Missouri has sent more than 3,000 rape kits from state backlog to labs for testing
Missouri officials say they’re making progress in clearing the backlog of 7,000 untested evidence kits in sexual assault cases.
For more than three years,Missouri officials have been finding, tracking and testing the state’s backlog of thousands of the unaccounted-for kits.
The state has sent 3,298 kits to labs for DNA testing, Attorney General Eric Schmitt announced Monday.
“We have more work to do,” Schmitt said. “But it is my hope that this incredible progress we’ve made sends a clear message to victims of sexual assault: We hear you.”
Rape kits contain biological evidence collected from victims shortly after they’re sexually assaulted or raped. Law enforcement officials send kits to labs that analyze them for DNA evidence.
Law enforcement then compares the samples with databases of known offenders to see if there is a match.
Testing a kit takes about 90 days.
Nearly half of the kits officials sent for testing have been returned. Of those, 500 had enough DNA evidence to be uploaded into the federal FBI’s criminal database. Of the 500 uploads into the database, there have been 201 matches.
Because of those matches, prosecutors have charged three suspects with rape.
The Attorney General’s office has spent more than three years tracking down the kits in hospitals and police evidence departments and sending them to be tested.
A 2018 Missouri law ordered the state to create guidelines for testing, processing and storing rape kits and requires health providers to give that evidence to police within 14 days. Law enforcement must submit evidence to crime labs 14 days after that.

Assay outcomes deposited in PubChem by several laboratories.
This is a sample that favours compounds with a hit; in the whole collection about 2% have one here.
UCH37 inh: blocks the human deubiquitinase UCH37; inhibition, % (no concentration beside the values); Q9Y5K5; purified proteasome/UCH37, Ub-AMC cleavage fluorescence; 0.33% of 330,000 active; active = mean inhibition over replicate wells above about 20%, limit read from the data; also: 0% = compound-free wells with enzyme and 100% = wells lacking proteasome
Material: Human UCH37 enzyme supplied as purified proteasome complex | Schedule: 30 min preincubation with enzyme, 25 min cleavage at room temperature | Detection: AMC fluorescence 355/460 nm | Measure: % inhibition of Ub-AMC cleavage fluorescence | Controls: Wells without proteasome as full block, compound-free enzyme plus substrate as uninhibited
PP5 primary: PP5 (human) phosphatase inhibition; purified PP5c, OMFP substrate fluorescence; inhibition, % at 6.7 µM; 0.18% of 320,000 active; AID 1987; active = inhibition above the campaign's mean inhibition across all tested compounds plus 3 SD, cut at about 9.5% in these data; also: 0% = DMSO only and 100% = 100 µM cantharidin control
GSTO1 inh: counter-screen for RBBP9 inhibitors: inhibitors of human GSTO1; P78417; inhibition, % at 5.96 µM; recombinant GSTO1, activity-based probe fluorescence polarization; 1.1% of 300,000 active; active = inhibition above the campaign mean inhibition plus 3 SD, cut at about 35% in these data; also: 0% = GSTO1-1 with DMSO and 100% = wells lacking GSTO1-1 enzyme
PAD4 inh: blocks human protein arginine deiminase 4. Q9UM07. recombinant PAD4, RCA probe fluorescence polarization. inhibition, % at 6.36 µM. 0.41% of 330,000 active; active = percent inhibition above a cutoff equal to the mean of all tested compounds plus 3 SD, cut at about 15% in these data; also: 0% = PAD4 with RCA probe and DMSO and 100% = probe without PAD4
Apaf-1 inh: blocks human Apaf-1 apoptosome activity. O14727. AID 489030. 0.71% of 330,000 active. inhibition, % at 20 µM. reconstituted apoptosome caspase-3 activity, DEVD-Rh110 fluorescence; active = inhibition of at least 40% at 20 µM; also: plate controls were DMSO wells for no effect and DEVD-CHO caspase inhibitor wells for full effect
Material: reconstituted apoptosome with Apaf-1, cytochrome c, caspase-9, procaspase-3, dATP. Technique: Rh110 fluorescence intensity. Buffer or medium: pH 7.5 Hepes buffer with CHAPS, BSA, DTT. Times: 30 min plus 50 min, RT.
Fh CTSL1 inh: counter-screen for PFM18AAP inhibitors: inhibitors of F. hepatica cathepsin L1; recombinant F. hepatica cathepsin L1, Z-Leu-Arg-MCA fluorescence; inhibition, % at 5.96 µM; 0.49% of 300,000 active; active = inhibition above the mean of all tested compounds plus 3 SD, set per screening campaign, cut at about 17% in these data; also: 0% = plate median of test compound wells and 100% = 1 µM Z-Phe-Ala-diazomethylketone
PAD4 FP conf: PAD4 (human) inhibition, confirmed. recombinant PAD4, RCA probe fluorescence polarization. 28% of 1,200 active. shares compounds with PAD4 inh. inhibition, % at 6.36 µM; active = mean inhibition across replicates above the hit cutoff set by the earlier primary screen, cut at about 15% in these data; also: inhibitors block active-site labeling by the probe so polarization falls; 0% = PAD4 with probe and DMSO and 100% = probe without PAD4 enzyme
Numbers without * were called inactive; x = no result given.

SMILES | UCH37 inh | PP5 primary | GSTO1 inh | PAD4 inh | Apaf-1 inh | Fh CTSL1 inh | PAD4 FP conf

“These kits have sat on shelves, in some instances for decades,” Schmitt said. “It provides some closure and makes sure those victims know there is someone, a group of us, fighting for them.”
Of the 7,000 kits in the backlog, about 4,000 were eligible for lab testing because they had a police report attached to them, a spokesman for Schmitt's office said.
A $2.8 million federal grant and $2.6 million in state funding have allowed officials to track down the kits and have them tested in out-of-state labs, said M. Keithley Williams, a former Jasper County trial judge who spearheaded the project.
Another round of federal funding will allow the state to update its inventory of backlogged kits, which are sometimes more than two decades old.
She said the testing will help keep criminals from assaulting people again.
“We’re talking about cases that include sexual predators, not just a one-time event,” Williams said, “people who on more than one occasion have been involved in these types of serious crimes.”
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